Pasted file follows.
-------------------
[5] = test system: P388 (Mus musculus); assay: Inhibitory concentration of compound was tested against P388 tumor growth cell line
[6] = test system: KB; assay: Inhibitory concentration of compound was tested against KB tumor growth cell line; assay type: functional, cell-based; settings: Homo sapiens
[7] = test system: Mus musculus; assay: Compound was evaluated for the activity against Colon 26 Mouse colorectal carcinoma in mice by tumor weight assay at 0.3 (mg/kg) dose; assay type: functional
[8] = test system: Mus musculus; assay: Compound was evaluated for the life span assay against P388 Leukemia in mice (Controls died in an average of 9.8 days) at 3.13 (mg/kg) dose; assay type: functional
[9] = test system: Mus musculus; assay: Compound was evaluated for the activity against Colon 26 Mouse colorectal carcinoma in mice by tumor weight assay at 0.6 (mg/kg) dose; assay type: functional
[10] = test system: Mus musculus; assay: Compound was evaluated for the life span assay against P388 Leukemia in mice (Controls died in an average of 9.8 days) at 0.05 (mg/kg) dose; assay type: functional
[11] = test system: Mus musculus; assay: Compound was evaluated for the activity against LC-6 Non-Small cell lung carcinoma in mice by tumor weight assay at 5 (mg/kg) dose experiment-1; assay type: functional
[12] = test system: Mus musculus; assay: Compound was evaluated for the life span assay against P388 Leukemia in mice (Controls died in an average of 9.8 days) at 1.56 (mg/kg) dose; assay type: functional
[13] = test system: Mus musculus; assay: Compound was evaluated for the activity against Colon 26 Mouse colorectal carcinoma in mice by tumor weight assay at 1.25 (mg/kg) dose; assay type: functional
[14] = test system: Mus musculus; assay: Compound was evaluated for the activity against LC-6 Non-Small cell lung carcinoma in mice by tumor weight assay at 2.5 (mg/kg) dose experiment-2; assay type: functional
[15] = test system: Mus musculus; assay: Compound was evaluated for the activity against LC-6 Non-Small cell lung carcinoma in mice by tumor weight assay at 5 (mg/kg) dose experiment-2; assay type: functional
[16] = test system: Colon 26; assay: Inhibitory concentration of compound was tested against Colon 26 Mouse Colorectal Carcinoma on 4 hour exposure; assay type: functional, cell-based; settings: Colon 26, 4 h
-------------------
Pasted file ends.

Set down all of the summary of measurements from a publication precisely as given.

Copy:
[5] = test system: P388 (Mus musculus); assay: Inhibitory concentration of compound was tested against P388 tumor growth cell line
[6] = test system: KB; assay: Inhibitory concentration of compound was tested against KB tumor growth cell line; assay type: functional, cell-based; settings: Homo sapiens
[7] = test system: Mus musculus; assay: Compound was evaluated for the activity against Colon 26 Mouse colorectal carcinoma in mice by tumor weight assay at 0.3 (mg/kg) dose; assay type: functional
[8] = test system: Mus musculus; assay: Compound was evaluated for the life span assay against P388 Leukemia in mice (Controls died in an average of 9.8 days) at 3.13 (mg/kg) dose; assay type: functional
[9] = test system: Mus musculus; assay: Compound was evaluated for the activity against Colon 26 Mouse colorectal carcinoma in mice by tumor weight assay at 0.6 (mg/kg) dose; assay type: functional
[10] = test system: Mus musculus; assay: Compound was evaluated for the life span assay against P388 Leukemia in mice (Controls died in an average of 9.8 days) at 0.05 (mg/kg) dose; assay type: functional
[11] = test system: Mus musculus; assay: Compound was evaluated for the activity against LC-6 Non-Small cell lung carcinoma in mice by tumor weight assay at 5 (mg/kg) dose experiment-1; assay type: functional
[12] = test system: Mus musculus; assay: Compound was evaluated for the life span assay against P388 Leukemia in mice (Controls died in an average of 9.8 days) at 1.56 (mg/kg) dose; assay type: functional
[13] = test system: Mus musculus; assay: Compound was evaluated for the activity against Colon 26 Mouse colorectal carcinoma in mice by tumor weight assay at 1.25 (mg/kg) dose; assay type: functional
[14] = test system: Mus musculus; assay: Compound was evaluated for the activity against LC-6 Non-Small cell lung carcinoma in mice by tumor weight assay at 2.5 (mg/kg) dose experiment-2; assay type: functional
[15] = test system: Mus musculus; assay: Compound was evaluated for the activity against LC-6 Non-Small cell lung carcinoma in mice by tumor weight assay at 5 (mg/kg) dose experiment-2; assay type: functional
[16] = test system: Colon 26; assay: Inhibitory concentration of compound was tested against Colon 26 Mouse Colorectal Carcinoma on 4 hour exposure; assay type: functional, cell-based; settings: Colon 26, 4 h